What we know about the organization behind protests against COVID-19 restrictions


During months In Toronto, The Line Canada staged crowded protests against the lockdown and public health directives aimed at curbing the spread of COVID-19.

Most recently, on Tuesday, supporters of the organization were among those gathered at the Adamson Barbecue in Etobicoke, where owner Adam Skelly offered food service, defying recent provincial rules that only allowed take-out and delivery.

The Line Canada established its website on April 30, 2020 to be a hub for several organizations across Canada that have opposed the lockdown and the restrictions that have been implemented to fight COVID-19.

The group calls itself a “civil liberties group” and says it is not an anti-mask organization. Pictures and photos of the rallies show, however, that the majority of supporters do not wear masks and some wear shirts or carry signs ridiculing the use of the mask, despite public health recommendations. The Star has reached out to The Line Canada for comment, but has not received a response at time of publication.

The Line Canada’s national director, Lamont Daigle, also mentioned “no mandatory vaccination” as a goal in a video interview in July.

In Toronto, the group staged self-proclaimed freedom protests, which mostly took place every Saturday in Yonge-Dundas Square, as well as Queen’s Park. Many carry white flags with the group’s logo, a black circle with a red line in the middle.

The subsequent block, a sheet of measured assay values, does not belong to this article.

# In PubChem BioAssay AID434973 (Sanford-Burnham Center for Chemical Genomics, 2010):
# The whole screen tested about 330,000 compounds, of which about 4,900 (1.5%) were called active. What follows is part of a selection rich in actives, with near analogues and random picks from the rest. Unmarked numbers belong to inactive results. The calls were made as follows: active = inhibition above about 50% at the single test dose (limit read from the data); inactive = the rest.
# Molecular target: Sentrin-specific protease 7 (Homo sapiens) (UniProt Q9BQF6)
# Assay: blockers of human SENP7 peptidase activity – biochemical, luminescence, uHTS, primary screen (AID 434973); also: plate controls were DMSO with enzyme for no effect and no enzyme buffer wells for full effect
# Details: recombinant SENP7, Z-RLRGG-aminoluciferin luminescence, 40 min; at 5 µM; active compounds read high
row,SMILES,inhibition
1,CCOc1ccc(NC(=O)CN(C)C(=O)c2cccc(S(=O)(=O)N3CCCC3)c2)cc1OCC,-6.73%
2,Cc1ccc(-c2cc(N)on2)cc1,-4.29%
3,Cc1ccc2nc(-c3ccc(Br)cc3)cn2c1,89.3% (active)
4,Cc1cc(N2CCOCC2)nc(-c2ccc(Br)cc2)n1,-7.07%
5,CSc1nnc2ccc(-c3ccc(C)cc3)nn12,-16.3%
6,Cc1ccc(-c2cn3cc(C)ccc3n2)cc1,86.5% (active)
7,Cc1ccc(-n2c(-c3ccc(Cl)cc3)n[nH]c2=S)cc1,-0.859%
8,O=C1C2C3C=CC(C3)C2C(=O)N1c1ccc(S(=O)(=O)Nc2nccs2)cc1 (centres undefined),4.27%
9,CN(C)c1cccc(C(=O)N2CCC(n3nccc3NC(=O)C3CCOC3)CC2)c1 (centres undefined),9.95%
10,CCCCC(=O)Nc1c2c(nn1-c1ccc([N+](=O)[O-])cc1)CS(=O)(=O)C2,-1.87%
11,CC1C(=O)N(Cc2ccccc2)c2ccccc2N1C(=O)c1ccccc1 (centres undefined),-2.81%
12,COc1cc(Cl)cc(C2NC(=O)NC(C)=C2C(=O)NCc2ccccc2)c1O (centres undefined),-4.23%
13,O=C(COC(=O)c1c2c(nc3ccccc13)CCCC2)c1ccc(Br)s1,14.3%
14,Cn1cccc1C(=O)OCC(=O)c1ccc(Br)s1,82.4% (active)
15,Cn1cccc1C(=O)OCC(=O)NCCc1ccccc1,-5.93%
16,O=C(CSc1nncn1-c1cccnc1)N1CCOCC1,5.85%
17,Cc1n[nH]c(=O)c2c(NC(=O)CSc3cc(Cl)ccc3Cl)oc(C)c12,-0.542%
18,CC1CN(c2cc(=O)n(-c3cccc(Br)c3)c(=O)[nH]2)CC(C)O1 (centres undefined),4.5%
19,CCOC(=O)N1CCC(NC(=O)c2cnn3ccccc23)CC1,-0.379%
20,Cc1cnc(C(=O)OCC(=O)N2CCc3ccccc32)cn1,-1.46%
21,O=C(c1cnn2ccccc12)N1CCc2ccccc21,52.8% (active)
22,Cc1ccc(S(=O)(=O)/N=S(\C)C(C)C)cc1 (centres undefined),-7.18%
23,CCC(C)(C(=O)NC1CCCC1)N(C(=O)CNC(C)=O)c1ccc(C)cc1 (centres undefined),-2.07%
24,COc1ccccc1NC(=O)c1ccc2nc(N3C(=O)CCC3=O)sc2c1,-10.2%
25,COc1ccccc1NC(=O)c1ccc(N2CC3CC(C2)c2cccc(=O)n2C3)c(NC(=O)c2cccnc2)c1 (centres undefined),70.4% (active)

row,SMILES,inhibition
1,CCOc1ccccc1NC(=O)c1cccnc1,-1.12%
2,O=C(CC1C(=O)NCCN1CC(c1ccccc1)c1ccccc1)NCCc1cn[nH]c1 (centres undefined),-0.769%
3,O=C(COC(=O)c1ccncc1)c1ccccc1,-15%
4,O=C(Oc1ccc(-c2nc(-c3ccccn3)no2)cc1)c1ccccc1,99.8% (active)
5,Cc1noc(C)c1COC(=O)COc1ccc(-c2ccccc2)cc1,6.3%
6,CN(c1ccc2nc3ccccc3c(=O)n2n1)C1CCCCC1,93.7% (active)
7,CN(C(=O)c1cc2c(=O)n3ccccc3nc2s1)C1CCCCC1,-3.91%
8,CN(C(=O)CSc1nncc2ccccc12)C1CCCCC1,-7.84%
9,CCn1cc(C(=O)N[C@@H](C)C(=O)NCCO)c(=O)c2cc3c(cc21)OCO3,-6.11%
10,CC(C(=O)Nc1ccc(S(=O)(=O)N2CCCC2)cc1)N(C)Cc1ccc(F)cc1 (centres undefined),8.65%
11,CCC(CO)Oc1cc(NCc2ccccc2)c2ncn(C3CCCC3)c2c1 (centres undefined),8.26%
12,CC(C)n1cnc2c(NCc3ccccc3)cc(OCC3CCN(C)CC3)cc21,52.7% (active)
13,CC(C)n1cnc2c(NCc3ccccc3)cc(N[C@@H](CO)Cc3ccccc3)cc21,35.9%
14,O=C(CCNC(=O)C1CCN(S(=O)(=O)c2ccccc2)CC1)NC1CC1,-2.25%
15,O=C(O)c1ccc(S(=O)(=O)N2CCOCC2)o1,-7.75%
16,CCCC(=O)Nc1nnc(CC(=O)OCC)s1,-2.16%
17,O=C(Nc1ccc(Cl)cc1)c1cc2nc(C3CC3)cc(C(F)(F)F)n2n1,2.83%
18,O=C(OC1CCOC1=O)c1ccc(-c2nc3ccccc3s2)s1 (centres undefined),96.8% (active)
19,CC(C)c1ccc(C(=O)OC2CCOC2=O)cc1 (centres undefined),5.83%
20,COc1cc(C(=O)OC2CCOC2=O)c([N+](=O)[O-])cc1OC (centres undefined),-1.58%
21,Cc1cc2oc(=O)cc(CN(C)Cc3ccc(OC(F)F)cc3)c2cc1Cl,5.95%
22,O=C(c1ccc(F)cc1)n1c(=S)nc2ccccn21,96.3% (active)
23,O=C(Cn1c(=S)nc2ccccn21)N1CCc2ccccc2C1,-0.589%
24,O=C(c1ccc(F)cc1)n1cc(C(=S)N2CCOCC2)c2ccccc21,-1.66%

Hundreds of people participated in the protests, despite the province’s cap on the size of outdoor gatherings (which ranged from 10 to 100 at different times) to reduce the risk of the spread of COVID-19.

In mid-October, a demonstration urged the police to react to ensure public safety, and received several responses on Twitter questioning whether enforcing the regulations would result in fines for the size of the rally and lack of physical distancing.

Elsewhere in Canada, The Line has staged protests in Sarnia, Winnipeg, Saskatoon and Edmonton.

Protests were also held in small towns across Ontario on a weekly basis, including St. Thomas, Ontario. where 200 people arrived, at a time when there was only one active case of COVID-19, leading the mayor to fear the rally was spreading, Global News reported. In Aylmer, Ontario, about 2,000 people from across the province gathered in the town of 7,500 for a protest.

The organization claims to have been banned from Facebook, but maintains Instagram and Twitter accounts.



Angelyn Francis is a Toronto reporter for The Star who discusses equity and inequality. His reporting is funded by the Canadian government as part of its local journalism initiative. Contact her by email: [email protected]


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